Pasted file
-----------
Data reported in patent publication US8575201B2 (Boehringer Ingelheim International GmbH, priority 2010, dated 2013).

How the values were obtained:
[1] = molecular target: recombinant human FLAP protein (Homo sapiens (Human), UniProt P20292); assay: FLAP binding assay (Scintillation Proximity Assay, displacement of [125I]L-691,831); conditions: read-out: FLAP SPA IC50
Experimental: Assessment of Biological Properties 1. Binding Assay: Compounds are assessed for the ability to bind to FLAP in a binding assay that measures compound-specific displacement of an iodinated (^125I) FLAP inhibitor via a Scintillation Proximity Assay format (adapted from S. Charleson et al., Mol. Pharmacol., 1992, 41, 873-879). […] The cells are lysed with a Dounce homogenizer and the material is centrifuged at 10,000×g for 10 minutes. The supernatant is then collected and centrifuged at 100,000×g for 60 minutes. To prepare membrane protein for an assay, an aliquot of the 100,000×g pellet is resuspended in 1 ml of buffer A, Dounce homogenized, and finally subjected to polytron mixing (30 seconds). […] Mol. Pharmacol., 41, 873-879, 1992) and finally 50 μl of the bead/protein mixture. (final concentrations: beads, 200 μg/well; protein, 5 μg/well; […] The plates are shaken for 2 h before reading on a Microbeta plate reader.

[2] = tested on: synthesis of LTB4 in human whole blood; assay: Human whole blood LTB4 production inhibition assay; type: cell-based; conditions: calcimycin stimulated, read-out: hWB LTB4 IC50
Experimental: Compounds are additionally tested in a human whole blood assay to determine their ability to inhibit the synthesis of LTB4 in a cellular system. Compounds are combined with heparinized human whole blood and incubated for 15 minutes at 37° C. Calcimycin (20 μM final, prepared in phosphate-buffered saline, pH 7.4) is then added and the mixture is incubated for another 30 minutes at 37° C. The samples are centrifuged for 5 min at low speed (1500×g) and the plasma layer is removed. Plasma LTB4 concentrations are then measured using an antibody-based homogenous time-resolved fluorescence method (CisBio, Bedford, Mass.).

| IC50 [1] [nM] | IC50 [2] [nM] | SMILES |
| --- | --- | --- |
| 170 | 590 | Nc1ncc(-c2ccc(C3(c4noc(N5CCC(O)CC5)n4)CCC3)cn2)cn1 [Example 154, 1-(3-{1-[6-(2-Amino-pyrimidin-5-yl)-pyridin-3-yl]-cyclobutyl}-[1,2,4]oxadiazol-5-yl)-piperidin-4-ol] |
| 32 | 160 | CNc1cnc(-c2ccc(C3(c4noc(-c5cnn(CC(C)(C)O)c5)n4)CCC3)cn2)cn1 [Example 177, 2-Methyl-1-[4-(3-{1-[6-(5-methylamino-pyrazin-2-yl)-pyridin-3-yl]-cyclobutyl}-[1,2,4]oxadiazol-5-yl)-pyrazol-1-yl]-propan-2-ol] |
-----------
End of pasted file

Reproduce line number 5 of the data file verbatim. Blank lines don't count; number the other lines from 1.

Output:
[2] = tested on: synthesis of LTB4 in human whole blood; assay: Human whole blood LTB4 production inhibition assay; type: cell-based; conditions: calcimycin stimulated, read-out: hWB LTB4 IC50